Laux loved the shoes so much, she borrowed them for the Tonys. "I can't even explain it because on some level, they're hooves and kind of ugly, but I also just love them and I think it's because of how tight they are to the ankle, so that's a really big piece," she says.
The Leather Coat
Rob’s go-to piece of outerwear is a tribute to Cusack’s original Rob, who has a signature leather jacket of his own. In fact, this was one of the first first pieces Laux brainstormed with veteran costume designer Colleen Atwood for the show.
“They're so weird because they're kind of not cool and they're ubiquitous, but also it's worn for a really long time,” Laux says of the jacket style from the film. “They just kind of hang off the body in this really great way, so it's part cape, part protection or armor, part just ‘throw-away stupid thing I don't care about.’”
The prototype for Kravitz’s coat was one of Atwood’s own Banana Republic leather jackets that Laux’s team cut down then duplicated for the number of times Kravitz has to wear it in the series.
Fun fact: The Dickies shirt Kravtiz wears is also a hat tip to the one Cusack sports in the film, too.
The Matrix Glasses
In one episode, Rob makes her entrance in her black leather coat and tiny oblong glasses, Neo-style, after having recently watched The Matrix. “It was really just our nod to the 2000s,” Laux says of the futuristic eyewear.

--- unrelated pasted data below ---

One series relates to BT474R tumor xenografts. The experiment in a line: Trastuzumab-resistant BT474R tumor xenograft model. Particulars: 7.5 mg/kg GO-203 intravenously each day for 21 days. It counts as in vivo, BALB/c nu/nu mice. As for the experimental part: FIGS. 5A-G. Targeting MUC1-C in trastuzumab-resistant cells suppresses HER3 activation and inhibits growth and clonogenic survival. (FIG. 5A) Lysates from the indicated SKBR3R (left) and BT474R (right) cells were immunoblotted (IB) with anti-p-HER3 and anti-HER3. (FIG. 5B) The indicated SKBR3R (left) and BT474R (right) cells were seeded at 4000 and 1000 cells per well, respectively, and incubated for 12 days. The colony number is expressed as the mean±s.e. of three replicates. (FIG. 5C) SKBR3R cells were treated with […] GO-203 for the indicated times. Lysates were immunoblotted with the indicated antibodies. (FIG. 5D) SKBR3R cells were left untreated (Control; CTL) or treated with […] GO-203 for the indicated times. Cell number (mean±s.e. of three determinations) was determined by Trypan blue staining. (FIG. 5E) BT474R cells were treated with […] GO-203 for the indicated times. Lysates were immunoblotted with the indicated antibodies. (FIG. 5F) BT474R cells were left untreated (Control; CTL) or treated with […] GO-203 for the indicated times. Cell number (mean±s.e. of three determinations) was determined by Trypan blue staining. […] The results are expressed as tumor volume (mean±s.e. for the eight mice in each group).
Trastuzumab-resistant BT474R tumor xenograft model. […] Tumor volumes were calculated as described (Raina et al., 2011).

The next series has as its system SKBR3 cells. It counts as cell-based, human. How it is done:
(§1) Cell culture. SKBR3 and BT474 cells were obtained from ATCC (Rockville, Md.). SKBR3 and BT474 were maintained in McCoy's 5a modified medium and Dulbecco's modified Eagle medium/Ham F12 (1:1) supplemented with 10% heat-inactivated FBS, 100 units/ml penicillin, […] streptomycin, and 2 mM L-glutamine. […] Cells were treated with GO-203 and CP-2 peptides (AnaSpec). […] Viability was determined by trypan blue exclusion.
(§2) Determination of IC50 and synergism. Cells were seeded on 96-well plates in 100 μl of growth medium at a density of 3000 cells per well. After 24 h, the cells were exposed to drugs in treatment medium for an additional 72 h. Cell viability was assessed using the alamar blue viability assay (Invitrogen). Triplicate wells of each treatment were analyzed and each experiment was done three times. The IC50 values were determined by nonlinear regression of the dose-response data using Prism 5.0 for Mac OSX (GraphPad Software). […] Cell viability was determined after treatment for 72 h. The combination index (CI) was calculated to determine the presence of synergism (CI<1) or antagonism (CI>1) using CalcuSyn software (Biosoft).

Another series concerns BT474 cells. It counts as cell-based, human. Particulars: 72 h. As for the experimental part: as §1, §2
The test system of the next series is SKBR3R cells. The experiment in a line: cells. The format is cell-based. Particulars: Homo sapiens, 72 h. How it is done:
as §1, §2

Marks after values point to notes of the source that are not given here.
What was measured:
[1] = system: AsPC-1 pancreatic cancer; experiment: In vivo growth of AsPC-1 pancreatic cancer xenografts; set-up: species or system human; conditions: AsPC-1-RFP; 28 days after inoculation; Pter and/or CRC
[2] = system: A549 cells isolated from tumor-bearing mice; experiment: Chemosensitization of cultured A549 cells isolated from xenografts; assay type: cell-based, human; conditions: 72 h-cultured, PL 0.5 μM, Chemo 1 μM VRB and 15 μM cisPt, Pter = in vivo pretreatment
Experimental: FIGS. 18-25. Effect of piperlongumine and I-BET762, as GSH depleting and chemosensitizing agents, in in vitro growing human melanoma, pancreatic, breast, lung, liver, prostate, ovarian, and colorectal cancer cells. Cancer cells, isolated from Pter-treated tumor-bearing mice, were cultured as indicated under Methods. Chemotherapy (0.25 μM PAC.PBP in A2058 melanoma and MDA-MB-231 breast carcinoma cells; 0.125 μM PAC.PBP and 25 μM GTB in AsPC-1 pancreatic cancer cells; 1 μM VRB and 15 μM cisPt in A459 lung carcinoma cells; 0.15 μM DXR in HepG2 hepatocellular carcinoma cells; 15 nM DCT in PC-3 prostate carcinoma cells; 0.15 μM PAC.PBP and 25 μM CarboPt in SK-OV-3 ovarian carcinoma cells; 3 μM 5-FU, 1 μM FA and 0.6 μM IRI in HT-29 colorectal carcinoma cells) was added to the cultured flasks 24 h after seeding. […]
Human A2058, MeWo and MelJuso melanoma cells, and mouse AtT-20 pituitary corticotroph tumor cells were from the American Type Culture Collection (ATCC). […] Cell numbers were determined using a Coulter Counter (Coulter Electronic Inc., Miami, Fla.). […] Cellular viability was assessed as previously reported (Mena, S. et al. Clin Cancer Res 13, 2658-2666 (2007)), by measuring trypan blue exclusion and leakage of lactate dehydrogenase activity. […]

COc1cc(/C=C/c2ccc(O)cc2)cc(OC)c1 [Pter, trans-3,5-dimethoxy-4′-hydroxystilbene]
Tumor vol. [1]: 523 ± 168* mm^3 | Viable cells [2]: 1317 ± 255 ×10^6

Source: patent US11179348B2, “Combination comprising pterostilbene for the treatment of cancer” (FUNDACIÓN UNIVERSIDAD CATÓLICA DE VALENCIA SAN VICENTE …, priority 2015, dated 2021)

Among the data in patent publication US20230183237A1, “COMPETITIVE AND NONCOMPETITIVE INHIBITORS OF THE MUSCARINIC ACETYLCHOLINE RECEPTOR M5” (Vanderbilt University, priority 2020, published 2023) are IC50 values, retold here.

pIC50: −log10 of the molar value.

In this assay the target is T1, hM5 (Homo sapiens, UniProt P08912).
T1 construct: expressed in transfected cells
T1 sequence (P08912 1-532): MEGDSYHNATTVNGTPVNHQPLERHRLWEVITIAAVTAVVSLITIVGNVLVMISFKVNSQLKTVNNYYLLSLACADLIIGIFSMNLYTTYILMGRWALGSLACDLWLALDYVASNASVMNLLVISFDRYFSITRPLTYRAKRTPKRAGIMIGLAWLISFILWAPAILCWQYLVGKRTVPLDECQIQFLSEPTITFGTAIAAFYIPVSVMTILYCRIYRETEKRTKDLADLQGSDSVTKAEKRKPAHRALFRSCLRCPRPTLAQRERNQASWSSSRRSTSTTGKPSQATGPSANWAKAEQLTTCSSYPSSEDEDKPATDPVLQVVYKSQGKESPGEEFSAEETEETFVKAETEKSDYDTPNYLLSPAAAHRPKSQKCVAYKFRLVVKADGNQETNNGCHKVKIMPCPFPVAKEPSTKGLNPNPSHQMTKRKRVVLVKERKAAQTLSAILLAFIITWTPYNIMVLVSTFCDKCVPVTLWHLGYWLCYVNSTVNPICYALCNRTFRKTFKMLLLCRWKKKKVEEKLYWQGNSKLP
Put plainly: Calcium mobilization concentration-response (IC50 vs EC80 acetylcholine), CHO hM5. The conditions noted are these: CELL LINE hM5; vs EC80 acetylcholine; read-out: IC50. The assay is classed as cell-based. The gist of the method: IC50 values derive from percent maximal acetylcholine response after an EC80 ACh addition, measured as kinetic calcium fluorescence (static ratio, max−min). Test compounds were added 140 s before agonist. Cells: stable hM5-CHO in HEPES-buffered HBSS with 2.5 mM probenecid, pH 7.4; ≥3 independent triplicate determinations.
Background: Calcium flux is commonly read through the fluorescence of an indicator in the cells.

“It really helped us show a throwback, her love of vintage,” she adds of Rob. “She's an analog chick in a digital world, and so being able to tie those little elements in was really exciting because I was hoping that people would notice that we had done so many throwback things.”
At first the executive producers were wary of covering Kravtiz's face with the shades, but “as soon as we put them on, it was like, ‘Oh yeah. Those are sick. That's what we're going to do,’” Laux says. “The whole time, it was basically like that. It was a meld of everything that I love and then getting to put it on Zoë.”
Zoë’s Own Clothes
Kravtiz, an executive producer on the show, was very hands-on in choosing Rob’s attire. “She's definitely collaborative, and it's a joy to collaborate with her because she's so smart and isn't vain,” Laux says. “It wasn't ever really about vanity. It was always about what was right.”
In addition to the green Hawaiian button-down, Kravitz also lent her own printed bathrobe, Saint Laurent mini skirt, and a number of T-shirts to Rob's closet.
All Vintage Everything
Most of the clothing—especially the collection of band T-shirts—came from vintage stores in New York, including Manhattan Vintage, Beacon’s Closet, Buffalo Exchange, Goodwill, Resurrection, and Forty Five Ten. (Laux found that Bob Marley tee in Nashville, though.)
So, no, you can’t really online-shop anything you see Kravitz wear onscreen—except for a little white Brandy Melville tank top she pairs with her peach silk pants and jean jacket. “I'd say probably 90 percent of it is one-of-a-kind,” Laux says of the costumes.